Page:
Liberalism needs people who can talk about them the right way and in the right places. It also needs, desperately, to spread facts and smother anti-facts. The triumph of anti-facts—a presidential candidate who lied as naturally as he drew breath, the rise of fake news, the plain refusal of 30 or 40 percent of the population to believe true things—is a major crisis for democracy.
This loomed large in the Brexit vote and was arguably dispositive as Nigel Farage and Boris Johnson and others sold the Leave position by boasting about the windfall it would bring the NHS and other government services, which they quickly and casually walked back after the vote. And I’m sure you know in gorier detail than you’d prefer how, the movement against fact, in its many guises, mattered here.
We need a strategy for combatting this. Rich liberals trying to think of ways to spend their money could do a lot worse than to create an organization that simply promulgates known facts in ways that will educate at least some percentage of Americans. A poll came out before Christmas showing that more than a third of Americans think the number of uninsured increased in the last five years. Even one in five Clinton voters thought this.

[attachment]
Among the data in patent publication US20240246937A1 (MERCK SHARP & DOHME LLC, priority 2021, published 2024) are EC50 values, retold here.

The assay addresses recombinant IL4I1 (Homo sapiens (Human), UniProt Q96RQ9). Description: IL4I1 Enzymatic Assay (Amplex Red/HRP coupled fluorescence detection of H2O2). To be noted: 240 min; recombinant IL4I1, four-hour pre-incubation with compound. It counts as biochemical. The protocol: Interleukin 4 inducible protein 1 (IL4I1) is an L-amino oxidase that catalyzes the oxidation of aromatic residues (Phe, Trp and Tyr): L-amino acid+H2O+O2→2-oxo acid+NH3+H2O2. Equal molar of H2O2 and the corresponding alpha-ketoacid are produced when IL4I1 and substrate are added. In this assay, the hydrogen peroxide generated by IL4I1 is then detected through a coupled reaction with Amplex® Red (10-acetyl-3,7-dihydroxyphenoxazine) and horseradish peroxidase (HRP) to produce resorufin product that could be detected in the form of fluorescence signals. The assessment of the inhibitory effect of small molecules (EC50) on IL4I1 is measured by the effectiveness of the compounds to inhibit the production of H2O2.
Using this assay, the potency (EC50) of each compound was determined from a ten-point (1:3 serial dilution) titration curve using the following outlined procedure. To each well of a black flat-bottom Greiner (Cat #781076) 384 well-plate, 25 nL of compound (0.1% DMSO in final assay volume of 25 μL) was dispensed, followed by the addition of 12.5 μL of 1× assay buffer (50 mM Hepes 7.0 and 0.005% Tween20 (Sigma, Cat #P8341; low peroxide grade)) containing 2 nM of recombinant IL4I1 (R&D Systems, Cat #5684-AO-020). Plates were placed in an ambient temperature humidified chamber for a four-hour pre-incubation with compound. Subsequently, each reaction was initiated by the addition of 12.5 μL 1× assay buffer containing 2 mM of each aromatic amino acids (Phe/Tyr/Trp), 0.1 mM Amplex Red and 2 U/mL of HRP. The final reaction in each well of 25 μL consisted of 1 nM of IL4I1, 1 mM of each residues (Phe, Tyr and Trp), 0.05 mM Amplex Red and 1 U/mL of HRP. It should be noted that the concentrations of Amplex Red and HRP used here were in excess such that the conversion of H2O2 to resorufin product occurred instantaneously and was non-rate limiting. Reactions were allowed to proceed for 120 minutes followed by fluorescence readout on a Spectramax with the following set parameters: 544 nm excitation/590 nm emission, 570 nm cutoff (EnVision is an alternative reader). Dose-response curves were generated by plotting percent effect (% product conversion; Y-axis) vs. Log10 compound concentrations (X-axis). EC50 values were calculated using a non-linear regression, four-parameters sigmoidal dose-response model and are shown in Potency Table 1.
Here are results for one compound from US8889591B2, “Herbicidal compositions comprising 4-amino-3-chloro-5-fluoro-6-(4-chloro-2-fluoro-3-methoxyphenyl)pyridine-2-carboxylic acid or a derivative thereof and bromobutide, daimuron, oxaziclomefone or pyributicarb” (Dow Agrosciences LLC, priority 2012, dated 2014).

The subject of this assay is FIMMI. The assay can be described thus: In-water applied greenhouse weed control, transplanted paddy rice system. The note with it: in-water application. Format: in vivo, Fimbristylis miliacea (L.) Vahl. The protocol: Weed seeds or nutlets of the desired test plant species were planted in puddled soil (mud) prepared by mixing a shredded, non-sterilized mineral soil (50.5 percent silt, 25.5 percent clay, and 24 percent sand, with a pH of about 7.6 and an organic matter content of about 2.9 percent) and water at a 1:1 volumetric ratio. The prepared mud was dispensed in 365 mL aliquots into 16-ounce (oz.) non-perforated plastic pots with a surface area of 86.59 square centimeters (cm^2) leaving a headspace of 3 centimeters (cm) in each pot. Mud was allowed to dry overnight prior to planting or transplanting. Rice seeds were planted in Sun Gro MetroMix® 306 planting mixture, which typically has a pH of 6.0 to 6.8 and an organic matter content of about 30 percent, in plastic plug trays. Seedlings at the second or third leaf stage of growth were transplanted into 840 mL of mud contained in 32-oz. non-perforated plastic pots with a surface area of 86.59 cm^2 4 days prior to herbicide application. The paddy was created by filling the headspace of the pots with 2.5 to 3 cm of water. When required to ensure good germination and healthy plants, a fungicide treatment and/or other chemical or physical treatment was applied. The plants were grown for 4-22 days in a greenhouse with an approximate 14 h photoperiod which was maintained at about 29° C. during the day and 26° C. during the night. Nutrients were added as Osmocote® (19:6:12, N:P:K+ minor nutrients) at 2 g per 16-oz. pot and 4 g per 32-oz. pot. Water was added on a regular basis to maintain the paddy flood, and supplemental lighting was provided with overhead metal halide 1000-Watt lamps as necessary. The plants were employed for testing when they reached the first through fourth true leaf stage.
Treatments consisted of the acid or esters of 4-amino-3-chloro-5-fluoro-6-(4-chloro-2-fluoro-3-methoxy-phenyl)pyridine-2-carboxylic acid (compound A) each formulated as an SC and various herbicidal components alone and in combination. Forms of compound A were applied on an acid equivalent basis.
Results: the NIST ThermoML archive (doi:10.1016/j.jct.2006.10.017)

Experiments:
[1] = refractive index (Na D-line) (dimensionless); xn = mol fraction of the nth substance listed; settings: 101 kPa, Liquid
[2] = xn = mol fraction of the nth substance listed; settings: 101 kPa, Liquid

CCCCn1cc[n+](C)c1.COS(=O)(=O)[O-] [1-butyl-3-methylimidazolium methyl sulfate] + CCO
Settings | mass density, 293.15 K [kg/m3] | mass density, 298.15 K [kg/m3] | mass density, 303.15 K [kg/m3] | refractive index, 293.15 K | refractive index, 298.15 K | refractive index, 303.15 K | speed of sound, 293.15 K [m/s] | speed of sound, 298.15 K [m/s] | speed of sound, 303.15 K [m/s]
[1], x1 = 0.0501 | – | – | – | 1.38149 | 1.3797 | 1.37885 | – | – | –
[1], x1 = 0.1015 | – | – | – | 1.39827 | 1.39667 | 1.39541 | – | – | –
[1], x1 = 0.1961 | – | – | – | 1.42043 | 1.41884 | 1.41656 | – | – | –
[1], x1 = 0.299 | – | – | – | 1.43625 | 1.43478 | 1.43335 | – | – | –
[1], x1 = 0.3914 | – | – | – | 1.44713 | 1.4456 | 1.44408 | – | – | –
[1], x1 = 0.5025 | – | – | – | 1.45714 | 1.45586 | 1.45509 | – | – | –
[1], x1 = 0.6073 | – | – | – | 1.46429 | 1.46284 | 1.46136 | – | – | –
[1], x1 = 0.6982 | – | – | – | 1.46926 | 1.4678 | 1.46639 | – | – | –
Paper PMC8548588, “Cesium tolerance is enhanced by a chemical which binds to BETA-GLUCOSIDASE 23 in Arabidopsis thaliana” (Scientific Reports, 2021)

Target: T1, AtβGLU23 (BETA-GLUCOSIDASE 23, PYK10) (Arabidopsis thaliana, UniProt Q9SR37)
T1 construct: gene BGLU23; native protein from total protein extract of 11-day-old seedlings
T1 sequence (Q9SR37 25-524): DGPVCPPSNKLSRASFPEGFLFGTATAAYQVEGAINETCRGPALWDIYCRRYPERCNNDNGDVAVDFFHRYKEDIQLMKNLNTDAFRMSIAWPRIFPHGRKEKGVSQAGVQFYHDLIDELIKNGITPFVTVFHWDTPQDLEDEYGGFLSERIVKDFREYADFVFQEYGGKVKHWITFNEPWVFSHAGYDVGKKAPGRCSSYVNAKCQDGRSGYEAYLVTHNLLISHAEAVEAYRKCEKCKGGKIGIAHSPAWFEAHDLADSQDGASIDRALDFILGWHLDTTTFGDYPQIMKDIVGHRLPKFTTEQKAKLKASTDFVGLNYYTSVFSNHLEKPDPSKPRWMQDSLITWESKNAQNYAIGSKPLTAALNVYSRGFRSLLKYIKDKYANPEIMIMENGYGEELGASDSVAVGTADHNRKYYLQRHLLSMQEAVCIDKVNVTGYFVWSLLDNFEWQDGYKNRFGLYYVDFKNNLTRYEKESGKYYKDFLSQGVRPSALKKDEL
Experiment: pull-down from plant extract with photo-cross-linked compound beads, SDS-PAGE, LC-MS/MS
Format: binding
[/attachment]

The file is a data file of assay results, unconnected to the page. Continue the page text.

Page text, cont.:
The news media can no longer be relied upon to state these plain truths. So liberals need to think of ways to get more Americans to know more factual things. The point would not be to persuade conservatives; half of Trump voters said in the same poll that they still think Obama comes from Kenya, so they’re unpersuadable. But if 8 percent of the middle 30 percent of voters can be reached, that will be enough to swing elections and public opinion.
But here is American liberalism’s biggest short-term job, what should be its 2017 New Year’s Resolution, and some of you aren’t going to like it: See to it that multiculturalism includes white people. And not urban white people or Jewish white people or gay white people or white people who live in hipster neighborhoods and wear ironic eyewear. Suburban, gray-haired, church-going white people.
Mark Lilla got a lot of praise, and took a lot of heat, for that New York Times op-ed on how this election should toll the death knell of identity politics on the left. I don’t understand why that struck like such a thunderbolt. I was making such arguments 20 years ago, as were several others, notably Todd Gitlin.